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A damp squib of an ending to a tedious triology
on 31 December 2012
I am a self-confessed fan of the Agenet Pendergast novels - I have no problems with some of the more ridiculous plots or plot devices employed (a Southern American monster living under the NY National History Museum - bring it on; "Mole People" living in the NY subway system - no problems!) Where I draw the line however, is the blatant rewriting of other peoples novels (Ira Levin's 'The Boys From Brazil') coming at the end of an overly long, and not particularly well done trilogy. Add in apparently psychic Nazi's, a lair of evil Blofeld would have been envious of and a man able to kill more people than Rambo singlehandedly and it goes from being merely silly to plain daft.
It would be difficult to argue, however, that the book is badly written - it isn't. It keeps up its pace, and it keeps the reader occupied. However, it does make the fundamental mistake (identified by Diana Wynne-Jones) of setting up for yet another novel, outside of the trilogy. This isn't the way novels should end - the reader is not simply a cash-cow, to be milked in the next novel they publish, which continues the themes of the last one, rather the reader is a partner with the writer(s), making the novel work.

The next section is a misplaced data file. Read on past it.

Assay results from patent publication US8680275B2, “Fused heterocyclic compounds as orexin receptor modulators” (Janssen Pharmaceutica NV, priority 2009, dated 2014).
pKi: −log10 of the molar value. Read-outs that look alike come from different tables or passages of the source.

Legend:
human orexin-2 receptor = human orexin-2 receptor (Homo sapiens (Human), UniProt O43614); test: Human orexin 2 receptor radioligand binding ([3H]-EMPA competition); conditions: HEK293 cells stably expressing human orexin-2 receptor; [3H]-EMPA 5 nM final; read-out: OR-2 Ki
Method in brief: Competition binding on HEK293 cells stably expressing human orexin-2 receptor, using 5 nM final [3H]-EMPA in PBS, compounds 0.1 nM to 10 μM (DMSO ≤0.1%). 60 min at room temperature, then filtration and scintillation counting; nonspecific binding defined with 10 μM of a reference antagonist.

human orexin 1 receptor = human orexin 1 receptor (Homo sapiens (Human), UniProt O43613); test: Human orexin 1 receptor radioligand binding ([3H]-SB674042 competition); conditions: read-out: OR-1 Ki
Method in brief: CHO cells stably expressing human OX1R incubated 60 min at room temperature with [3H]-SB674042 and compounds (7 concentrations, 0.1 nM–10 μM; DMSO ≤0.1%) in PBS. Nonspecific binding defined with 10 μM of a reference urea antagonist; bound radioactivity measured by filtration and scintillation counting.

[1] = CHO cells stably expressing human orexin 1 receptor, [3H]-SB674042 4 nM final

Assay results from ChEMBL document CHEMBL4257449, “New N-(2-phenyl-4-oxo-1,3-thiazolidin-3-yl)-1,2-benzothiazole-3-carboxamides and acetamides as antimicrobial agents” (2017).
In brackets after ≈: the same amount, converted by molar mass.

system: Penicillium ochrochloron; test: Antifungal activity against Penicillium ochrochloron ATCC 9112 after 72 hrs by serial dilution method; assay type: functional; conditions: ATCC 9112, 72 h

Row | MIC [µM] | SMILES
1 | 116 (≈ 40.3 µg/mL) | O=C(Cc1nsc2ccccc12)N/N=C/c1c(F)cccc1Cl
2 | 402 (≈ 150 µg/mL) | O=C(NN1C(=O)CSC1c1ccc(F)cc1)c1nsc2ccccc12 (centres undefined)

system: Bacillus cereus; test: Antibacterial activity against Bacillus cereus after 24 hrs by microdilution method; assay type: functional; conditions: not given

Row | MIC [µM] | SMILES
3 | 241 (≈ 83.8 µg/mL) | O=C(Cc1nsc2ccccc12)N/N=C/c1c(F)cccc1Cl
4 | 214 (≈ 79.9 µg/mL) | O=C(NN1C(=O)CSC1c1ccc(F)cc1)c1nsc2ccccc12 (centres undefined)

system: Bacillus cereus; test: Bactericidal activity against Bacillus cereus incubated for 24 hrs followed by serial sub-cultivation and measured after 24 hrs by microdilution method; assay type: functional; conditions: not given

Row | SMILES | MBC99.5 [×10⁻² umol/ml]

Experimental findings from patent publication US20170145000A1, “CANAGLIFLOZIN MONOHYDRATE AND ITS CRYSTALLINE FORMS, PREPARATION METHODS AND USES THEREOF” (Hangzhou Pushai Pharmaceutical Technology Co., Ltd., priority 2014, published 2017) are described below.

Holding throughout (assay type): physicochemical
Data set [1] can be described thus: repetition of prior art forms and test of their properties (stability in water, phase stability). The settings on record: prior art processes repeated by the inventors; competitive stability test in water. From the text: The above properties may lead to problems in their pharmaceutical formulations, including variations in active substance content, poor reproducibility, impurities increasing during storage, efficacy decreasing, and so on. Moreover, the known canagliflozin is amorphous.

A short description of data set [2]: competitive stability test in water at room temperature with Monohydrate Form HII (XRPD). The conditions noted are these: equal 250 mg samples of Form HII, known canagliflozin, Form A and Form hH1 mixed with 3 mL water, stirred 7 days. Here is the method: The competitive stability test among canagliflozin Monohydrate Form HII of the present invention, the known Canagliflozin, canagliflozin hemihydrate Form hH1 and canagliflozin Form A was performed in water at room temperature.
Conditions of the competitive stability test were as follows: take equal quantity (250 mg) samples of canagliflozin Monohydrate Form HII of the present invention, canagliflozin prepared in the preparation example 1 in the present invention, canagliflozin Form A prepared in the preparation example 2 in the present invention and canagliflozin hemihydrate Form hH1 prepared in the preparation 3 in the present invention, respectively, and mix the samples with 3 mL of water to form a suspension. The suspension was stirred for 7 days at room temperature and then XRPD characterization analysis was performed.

Where I have a bigger problem, however, is the way in which this type of novel seems to perpetuate the myth of American exceptionalism and its view that it is the policeman of the world. Such a worldview allows American characters to illegally enter other countries bearing firearms, to shoot (and kill) anyone they please without response from the local authorities. Or, when the local authorities do complain, everything is smoothed over because the protagonist is an American. This type of plotting becomes rather tedious after a while, not just because it requires the reader to suspend disbelief, but because it also requires the reader to accept a gross misrepresentation of how foreign relations really work. It has to be said that Preston and Child have tried to avoid some of the more blatant ways of doing this, but they still fall into the trap of allowing Pendergast's American citizenship to be the key that opens all locks.